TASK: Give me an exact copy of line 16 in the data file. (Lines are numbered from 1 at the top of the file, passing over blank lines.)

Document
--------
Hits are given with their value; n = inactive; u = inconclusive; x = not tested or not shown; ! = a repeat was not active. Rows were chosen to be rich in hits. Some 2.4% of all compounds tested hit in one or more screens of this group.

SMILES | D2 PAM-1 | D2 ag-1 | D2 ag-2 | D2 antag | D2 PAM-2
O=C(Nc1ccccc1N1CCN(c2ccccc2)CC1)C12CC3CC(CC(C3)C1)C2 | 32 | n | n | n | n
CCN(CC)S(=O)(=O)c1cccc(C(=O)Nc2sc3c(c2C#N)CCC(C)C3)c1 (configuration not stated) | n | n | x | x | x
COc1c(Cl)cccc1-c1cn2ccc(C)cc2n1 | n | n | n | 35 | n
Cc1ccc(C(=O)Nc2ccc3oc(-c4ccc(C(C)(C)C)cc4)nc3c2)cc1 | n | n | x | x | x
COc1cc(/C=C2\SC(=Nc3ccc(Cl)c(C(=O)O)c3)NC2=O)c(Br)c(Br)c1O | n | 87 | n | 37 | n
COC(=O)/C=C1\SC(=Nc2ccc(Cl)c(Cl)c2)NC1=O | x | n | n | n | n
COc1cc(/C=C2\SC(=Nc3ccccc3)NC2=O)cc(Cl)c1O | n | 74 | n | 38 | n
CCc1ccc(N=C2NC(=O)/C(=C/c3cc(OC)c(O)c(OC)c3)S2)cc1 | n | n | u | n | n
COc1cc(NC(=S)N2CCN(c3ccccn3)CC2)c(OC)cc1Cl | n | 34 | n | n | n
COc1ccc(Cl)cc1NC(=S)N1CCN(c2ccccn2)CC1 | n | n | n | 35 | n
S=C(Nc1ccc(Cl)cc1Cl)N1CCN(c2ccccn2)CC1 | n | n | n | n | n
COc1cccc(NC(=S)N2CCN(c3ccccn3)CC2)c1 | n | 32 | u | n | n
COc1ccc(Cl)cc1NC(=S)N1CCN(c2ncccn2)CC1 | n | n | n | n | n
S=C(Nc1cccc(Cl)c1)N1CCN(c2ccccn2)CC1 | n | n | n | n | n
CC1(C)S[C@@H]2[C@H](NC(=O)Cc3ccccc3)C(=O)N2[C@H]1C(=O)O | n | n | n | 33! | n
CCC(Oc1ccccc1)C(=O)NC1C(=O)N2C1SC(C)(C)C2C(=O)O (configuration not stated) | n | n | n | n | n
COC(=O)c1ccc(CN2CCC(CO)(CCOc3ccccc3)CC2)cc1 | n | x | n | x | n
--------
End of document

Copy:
S=C(Nc1cccc(Cl)c1)N1CCN(c2ccccn2)CC1 | n | n | n | n | n